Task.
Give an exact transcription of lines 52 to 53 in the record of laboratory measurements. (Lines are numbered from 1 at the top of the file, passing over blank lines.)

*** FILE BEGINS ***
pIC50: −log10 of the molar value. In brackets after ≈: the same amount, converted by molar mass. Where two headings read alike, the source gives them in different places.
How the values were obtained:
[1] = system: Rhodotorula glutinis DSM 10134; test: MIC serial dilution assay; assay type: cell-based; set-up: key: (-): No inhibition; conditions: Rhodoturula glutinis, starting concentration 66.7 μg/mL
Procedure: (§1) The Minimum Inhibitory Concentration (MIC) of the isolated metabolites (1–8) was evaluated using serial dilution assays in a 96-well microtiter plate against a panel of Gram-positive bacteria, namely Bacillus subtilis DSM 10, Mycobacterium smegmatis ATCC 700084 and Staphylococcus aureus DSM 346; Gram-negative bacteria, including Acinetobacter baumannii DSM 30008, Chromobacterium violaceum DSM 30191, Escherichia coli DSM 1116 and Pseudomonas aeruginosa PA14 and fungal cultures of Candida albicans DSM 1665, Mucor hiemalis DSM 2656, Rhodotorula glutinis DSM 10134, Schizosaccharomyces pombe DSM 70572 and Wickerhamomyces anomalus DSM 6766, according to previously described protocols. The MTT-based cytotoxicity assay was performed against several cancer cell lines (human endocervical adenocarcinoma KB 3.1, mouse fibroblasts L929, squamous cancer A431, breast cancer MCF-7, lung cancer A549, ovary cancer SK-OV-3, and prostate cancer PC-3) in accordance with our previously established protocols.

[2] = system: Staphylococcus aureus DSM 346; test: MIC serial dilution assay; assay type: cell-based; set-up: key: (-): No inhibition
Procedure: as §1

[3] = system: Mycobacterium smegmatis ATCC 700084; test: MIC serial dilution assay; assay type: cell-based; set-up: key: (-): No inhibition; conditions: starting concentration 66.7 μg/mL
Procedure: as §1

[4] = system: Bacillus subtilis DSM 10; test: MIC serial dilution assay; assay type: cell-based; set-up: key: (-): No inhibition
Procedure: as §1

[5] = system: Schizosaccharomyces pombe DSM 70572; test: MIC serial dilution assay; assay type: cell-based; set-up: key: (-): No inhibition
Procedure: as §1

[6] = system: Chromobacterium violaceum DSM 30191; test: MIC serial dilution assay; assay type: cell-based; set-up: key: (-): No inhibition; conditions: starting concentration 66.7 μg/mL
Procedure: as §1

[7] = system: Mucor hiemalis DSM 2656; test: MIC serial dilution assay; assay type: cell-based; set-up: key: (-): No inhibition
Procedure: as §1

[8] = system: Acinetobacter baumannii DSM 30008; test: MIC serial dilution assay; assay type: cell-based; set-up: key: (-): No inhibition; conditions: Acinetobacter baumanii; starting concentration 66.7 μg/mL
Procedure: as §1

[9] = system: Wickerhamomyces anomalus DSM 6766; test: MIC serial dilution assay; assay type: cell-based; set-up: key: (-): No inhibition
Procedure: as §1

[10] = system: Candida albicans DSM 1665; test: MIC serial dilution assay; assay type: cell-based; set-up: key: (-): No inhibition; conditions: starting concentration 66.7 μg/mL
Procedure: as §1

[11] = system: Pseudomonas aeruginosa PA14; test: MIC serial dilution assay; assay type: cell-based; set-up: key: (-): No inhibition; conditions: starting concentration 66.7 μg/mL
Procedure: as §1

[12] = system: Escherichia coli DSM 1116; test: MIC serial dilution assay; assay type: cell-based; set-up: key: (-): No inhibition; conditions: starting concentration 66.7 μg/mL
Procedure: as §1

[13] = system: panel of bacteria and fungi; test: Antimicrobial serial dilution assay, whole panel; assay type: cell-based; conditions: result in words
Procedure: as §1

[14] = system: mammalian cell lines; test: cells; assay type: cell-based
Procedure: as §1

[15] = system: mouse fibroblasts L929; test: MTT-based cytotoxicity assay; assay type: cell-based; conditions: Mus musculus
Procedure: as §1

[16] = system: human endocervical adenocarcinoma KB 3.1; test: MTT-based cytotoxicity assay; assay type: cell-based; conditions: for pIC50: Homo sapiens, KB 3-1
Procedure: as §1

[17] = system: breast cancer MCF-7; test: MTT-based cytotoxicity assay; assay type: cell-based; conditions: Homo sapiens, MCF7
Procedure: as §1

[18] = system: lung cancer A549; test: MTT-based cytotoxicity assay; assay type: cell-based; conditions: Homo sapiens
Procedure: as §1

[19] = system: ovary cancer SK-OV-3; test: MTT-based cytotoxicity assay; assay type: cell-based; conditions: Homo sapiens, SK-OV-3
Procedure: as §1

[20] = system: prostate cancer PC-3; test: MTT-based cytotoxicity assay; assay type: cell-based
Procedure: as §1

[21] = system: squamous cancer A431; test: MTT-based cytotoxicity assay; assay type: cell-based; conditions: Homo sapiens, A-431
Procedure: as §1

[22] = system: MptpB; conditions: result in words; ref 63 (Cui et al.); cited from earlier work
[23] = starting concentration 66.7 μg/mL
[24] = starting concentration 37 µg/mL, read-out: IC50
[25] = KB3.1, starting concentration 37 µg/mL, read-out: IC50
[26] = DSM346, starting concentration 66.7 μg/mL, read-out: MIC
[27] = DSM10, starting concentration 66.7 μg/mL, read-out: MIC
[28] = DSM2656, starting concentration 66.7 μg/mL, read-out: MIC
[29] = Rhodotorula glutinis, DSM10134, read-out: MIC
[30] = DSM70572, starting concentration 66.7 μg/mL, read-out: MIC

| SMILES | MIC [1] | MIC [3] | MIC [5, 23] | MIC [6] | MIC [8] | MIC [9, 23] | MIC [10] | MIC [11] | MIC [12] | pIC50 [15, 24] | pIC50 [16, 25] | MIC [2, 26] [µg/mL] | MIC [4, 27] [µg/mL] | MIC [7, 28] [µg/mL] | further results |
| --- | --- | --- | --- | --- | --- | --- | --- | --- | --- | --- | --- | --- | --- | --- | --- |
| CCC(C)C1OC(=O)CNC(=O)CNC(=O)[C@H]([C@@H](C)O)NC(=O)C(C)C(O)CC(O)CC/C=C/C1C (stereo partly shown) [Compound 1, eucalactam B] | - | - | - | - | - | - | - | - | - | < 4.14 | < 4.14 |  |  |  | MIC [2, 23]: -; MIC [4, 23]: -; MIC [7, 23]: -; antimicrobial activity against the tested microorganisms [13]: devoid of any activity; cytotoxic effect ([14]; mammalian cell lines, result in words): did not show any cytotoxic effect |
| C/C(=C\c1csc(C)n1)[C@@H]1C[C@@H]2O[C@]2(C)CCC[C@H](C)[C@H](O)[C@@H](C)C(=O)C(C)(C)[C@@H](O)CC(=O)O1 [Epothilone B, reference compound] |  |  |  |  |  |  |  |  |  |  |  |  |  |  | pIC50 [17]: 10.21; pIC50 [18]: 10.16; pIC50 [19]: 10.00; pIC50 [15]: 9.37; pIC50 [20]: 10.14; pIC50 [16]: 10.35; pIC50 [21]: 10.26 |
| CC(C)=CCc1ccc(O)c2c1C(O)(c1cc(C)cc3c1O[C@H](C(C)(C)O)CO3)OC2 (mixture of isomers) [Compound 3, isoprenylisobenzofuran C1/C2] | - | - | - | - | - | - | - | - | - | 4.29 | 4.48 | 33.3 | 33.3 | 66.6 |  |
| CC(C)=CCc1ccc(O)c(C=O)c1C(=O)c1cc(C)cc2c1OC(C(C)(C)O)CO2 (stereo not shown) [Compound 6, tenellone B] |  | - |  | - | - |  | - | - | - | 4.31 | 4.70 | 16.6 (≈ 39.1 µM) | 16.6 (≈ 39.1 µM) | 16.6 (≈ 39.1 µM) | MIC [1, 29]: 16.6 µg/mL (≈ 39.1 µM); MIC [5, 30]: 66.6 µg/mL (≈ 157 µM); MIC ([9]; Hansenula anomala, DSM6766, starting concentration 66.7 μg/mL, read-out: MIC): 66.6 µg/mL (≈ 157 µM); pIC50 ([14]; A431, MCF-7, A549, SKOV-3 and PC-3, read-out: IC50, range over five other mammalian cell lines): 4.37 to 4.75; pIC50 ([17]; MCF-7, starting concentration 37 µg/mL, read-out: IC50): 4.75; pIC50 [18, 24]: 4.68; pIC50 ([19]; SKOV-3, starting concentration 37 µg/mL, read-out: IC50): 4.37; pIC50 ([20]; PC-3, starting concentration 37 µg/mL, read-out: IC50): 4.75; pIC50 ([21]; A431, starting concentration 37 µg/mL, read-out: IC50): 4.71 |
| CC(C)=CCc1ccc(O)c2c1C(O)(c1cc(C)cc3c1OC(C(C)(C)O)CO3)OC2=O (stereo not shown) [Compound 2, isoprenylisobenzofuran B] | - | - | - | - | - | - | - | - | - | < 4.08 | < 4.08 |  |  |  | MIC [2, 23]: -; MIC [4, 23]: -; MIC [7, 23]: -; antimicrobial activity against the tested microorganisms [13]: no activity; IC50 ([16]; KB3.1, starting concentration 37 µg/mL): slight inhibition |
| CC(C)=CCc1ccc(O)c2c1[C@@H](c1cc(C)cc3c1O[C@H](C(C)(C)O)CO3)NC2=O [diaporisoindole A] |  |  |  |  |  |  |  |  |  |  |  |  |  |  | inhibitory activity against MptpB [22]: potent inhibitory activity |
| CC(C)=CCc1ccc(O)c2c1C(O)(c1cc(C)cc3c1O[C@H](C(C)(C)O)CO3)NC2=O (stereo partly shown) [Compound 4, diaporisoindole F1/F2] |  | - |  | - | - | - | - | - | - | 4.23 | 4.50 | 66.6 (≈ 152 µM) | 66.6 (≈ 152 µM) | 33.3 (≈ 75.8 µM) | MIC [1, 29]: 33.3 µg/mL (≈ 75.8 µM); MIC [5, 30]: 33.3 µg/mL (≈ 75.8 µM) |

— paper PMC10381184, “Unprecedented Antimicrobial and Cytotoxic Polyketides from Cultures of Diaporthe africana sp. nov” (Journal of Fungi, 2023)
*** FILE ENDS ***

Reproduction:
[29] = Rhodotorula glutinis, DSM10134, read-out: MIC
[30] = DSM70572, starting concentration 66.7 μg/mL, read-out: MIC